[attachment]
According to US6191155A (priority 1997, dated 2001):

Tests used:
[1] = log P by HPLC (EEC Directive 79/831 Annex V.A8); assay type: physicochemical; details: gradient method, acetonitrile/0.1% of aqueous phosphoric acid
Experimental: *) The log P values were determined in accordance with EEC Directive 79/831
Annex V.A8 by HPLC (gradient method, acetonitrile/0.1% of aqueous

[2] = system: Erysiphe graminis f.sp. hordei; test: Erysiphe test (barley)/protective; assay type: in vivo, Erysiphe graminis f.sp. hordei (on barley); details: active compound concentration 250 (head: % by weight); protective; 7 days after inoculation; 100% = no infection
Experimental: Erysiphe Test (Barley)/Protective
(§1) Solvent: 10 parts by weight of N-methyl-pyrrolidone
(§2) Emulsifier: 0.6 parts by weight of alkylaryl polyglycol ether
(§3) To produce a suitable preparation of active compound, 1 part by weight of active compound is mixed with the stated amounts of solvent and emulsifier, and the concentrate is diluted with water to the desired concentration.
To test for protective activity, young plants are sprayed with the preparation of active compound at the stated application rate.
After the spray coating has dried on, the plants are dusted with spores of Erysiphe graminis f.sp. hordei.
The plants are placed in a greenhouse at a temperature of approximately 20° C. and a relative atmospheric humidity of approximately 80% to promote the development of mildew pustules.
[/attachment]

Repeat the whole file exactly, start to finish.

According to US6191155A (priority 1997, dated 2001):

Tests used:
[1] = log P by HPLC (EEC Directive 79/831 Annex V.A8); assay type: physicochemical; details: gradient method, acetonitrile/0.1% of aqueous phosphoric acid
Experimental: *) The log P values were determined in accordance with EEC Directive 79/831
Annex V.A8 by HPLC (gradient method, acetonitrile/0.1% of aqueous

[2] = system: Erysiphe graminis f.sp. hordei; test: Erysiphe test (barley)/protective; assay type: in vivo, Erysiphe graminis f.sp. hordei (on barley); details: active compound concentration 250 (head: % by weight); protective; 7 days after inoculation; 100% = no infection
Experimental: Erysiphe Test (Barley)/Protective
(§1) Solvent: 10 parts by weight of N-methyl-pyrrolidone
(§2) Emulsifier: 0.6 parts by weight of alkylaryl polyglycol ether
(§3) To produce a suitable preparation of active compound, 1 part by weight of active compound is mixed with the stated amounts of solvent and emulsifier, and the concentrate is diluted with water to the desired concentration.
To test for protective activity, young plants are sprayed with the preparation of active compound at the stated application rate.
After the spray coating has dried on, the plants are dusted with spores of Erysiphe graminis f.sp. hordei.
The plants are placed in a greenhouse at a temperature of approximately 20° C. and a relative atmospheric humidity of approximately 80% to promote the development of mildew pustules.